From your vintage point, are you satisfied with the level of performance of budgets held under your watch as Speaker?
Yes, if you ask me; the extent that the budget performs is the function of the receipts from the Federation Account. Last year, we had a proposed budget of N472 billion. Now, for 2014, we-that is Delta State Government- have proposed N391 billion, which is short on last year’s estimates by about N80billion.  And the reason is obvious; what they received  last year fell far short of what was expected.

So, the state government, quite wisely, felt the best thing now is to budget close to what is  more realistic so that where there is deficit, it will be minimal, and there can be public confidence restored in our budgeting system. When you budget for N472b and, at the end of the day, your receipts, statutorily and through Internally-Generated Revenue (IGR) fall short of that by almost N80b, (even though the fault may not necessarily be that of the state government), then you know that there is a problem and you cannot continue to budget like that any anymore. You now have to tailor your coat according to your cloth and not your size anymore; and that is what the Delta State Government is trying to do.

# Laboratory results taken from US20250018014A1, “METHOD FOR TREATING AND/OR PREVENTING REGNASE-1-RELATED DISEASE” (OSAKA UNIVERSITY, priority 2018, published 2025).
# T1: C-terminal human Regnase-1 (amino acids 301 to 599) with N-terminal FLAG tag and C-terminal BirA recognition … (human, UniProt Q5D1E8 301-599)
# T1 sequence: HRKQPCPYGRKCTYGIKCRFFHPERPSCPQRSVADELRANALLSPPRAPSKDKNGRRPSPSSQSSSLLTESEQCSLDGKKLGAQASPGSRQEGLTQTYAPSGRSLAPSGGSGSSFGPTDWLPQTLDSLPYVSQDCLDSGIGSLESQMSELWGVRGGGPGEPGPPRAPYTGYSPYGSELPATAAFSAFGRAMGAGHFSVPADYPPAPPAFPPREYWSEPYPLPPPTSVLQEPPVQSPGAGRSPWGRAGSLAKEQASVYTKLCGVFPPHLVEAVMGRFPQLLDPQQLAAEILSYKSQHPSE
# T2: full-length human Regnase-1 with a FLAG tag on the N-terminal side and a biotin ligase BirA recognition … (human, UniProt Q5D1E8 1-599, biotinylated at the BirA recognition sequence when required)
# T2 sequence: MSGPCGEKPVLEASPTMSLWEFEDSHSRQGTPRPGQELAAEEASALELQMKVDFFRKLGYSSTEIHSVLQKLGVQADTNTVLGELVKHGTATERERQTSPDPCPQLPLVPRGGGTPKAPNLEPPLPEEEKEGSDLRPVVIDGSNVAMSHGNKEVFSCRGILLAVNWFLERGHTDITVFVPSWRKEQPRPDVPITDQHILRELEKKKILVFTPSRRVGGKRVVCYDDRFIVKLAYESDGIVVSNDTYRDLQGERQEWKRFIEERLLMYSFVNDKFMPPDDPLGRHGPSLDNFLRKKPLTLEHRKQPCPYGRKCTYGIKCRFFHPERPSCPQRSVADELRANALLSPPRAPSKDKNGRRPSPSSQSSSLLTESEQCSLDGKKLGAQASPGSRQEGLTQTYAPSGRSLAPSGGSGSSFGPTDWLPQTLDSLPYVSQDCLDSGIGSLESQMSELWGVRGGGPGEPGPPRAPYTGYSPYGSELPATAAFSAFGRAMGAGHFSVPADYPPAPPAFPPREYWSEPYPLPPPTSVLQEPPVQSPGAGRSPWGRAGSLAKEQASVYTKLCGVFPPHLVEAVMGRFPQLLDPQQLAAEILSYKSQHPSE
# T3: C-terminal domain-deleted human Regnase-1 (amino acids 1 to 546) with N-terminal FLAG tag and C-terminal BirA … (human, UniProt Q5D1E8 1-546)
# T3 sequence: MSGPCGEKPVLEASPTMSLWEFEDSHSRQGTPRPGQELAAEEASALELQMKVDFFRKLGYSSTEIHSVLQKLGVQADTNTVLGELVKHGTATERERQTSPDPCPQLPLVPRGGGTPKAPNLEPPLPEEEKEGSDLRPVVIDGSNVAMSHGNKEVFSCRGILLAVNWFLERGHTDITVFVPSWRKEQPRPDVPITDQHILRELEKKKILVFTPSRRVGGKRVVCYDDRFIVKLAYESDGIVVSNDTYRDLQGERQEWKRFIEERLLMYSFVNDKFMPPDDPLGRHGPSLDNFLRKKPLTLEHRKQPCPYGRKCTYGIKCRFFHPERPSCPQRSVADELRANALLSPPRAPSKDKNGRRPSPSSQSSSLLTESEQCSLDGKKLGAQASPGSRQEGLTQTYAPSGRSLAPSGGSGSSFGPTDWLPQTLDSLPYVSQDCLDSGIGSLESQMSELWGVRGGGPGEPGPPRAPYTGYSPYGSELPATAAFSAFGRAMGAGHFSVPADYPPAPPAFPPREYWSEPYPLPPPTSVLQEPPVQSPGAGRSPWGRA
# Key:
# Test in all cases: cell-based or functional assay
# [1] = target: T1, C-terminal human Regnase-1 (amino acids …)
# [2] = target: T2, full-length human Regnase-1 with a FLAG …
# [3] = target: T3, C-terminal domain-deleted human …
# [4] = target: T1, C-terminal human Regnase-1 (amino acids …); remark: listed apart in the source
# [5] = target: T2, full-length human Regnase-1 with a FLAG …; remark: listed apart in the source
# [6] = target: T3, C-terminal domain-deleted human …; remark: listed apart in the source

But, so far, in terms of performance, in spite of the fact that we have a big  short fall, performance has been tailored along the line of priorities. Whenever you have a short fall of the expectation, the only thing you have to do in the strictly economic sense is to have a priority scale or scale of preference or opportunity cost, so to speak. In following that, I will say the state government has done well in line with the budgeting process.

Assessing the legislature on how strategic it is to the growth and nurture of our democratic sector, would you say it is strictly relevant?
To ask that question will be to undermine democracy because the legislature is the symbol of democracy since the constitution is supreme. The legislature is the only place on account of which the constitution comes into play and we are guided by the law as enshrined in it as every other law is derived from it. Without the legislature, it is like having a lawless democracy.